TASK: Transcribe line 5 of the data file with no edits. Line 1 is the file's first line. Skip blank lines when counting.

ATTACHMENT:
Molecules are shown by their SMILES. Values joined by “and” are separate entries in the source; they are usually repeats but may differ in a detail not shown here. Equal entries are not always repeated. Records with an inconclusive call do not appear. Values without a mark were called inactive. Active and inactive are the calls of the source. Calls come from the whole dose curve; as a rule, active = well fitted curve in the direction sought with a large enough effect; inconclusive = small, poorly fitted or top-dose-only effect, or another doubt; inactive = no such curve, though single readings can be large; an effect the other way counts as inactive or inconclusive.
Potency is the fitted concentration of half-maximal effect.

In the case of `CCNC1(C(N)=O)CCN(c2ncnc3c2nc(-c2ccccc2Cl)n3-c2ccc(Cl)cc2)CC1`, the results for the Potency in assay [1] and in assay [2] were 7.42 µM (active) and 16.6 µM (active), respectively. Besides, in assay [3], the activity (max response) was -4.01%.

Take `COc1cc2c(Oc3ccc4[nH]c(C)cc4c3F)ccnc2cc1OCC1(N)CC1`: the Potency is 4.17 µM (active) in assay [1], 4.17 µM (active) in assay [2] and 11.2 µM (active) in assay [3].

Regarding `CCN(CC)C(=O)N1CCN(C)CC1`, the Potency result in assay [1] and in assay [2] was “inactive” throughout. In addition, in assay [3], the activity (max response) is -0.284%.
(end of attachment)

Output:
Regarding `CCN(CC)C(=O)N1CCN(C)CC1`, the Potency result in assay [1] and in assay [2] was “inactive” throughout. In addition, in assay [3], the activity (max response) is -0.284%.